‘On My Block’ brims with energy and charm
Nicholas Ottone | Monday, April 9, 2018
One transition deep into Netflix’s vibrant new series perfectly captures my admiration for the show and also my issue with it. On a street corner, teen lovebirds Monse (Sierra Capri) and Cesar (Diego Tinoco), torn from a long-awaited kiss, narrowly avoid death when a rival gang member pulls a gun. Then, the show cuts to their friend Jamal (Brett Gray) yelling at gnomes in a desperate attempt to uncover buried treasure. Such is the beauty, ambition and tonal whiplash of “On My Block.”
Set in present day South-Central Los Angeles, “On My Block” follows the everyday lives of five freshmen as they navigate school, love and friendship in their violent neighborhood. Ruby, a whip-smart future Romeo, and Olivia, the new girl reeling from her parents’ deportation, add different perspectives and complications to Jamal’s hijinks, Cesar’s melodrama and Monse’s anxieties. Alternately grounded and fantastical, their neighborhood hides both fabled fortunes and grave reminders of mortality, a setting well-suited for the transition from childhood games to adult realities. Theirs is a world with no sanded edges, an environment that offers few choices and even fewer futures. But slow dances still define relationships, math tests still matter and hiding your distaste for football through a series of increasingly absurd injuries is still, somehow, a foolproof plan.
“On My Block” is “Breakfast Club” by way of the barrio, a character-driven coming-of-age refracted and refined by race, poverty and deportation. The series feels familiar, as if it were cobbled from decades of teen TV and melodrama, running the gamut from “Freaks and Geeks” to “Degrassi” and “Gossip Girl.” Rarely, however, have brown and black students stolen the spotlight. This simple shift opens up new opportunities, allowing issues to organically add texture to characters instead of “Very Special Episodes.” The strikingly confident young cast proves as adept with the scripts’ sudden bouts of hormonal emotion as they are with rapid-fire retorts. Capri emerges as the series’ lead and expertly handles Monse’s deep hurt without sacrificing her cutting wit and adolescent awkwardness.
The most frustrating aspect of “On My Block” is its tone. Its collision of tragedy with comedy is not new; fellow Netflix series “Bojack Horseman” is an excellent example of wacky hijinks coexisting with soul-crushing existentialism. Rick Famuyiwa’s 2015 Sundance smash “Dope,” occupying the same genre if not the same medium, performs the high-wire balancing act in its Inglewood-set comic caper to moderate success. Yet “On My Block,” brilliant in most respects, struggles. For example, one plot involves Jamal and his quest for the gloried Rollerworld fortune, following a cryptic set of clues around the neighborhood. By itself, this story, which spans two whole episodes where Jamal talks to gnomes, would be a well-executed farce, the ghetto’s version of “The Goonies.” But, unfortunately, it sits alongside Cesar’s deepening and worrisome involvement in his gang’s violence. The tonal whiplash is disorienting and exhausting, forcing the audience to constantly re-calibrate.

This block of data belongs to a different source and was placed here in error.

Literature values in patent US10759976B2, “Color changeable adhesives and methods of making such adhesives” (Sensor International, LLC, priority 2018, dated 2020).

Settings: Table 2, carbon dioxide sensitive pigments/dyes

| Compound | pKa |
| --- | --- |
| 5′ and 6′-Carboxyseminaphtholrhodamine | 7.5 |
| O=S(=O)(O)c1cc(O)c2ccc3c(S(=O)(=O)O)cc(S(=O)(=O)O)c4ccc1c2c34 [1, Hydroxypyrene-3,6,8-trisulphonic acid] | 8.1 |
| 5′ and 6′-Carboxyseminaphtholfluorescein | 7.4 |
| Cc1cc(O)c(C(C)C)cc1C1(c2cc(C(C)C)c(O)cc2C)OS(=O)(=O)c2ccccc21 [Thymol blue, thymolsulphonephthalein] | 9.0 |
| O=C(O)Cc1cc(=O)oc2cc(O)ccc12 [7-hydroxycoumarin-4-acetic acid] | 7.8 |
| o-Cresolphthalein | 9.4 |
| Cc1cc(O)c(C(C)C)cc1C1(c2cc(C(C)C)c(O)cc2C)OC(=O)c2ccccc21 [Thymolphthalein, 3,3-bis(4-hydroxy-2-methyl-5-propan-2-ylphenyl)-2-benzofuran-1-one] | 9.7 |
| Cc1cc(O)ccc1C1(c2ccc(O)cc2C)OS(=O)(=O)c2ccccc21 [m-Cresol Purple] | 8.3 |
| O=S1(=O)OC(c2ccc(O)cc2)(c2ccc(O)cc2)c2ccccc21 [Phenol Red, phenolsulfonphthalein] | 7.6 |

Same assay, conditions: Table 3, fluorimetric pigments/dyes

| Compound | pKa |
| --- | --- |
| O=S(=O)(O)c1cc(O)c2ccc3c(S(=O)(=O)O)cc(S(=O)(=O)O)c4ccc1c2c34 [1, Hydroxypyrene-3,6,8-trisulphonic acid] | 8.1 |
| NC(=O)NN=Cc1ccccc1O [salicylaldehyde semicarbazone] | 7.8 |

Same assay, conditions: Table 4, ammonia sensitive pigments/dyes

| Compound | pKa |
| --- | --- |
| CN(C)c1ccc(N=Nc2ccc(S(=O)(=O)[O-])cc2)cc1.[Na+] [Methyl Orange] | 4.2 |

Despite my unease, I cannot help but admire the energy of the series. “On My Block” makes the quietly ambitious choice to jar viewers like myself out of complacency. “Wake up,” it seems to say. “This, right here, is my reality, on my block.”
The first scene of the show is a masterful single shot that glides through a raucous house party. Suddenly, gunshots ring out. The violence, so woven into the fabric of the neighborhood, emerges, dispersing the careless laughter. Cesar, Monse, Ruby and Jamal scamper away, guessing what caliber the gun is. “Definitely a ’44,” one says, eagerly engaging in this morbidly goofy game. “On My Block” revels in the jokes found in tragedy, in the deep soul of farce. It might not always work, but when it does, it is graceful, energetic and practically dares you to smile.
Shamrocks: 4 out of 5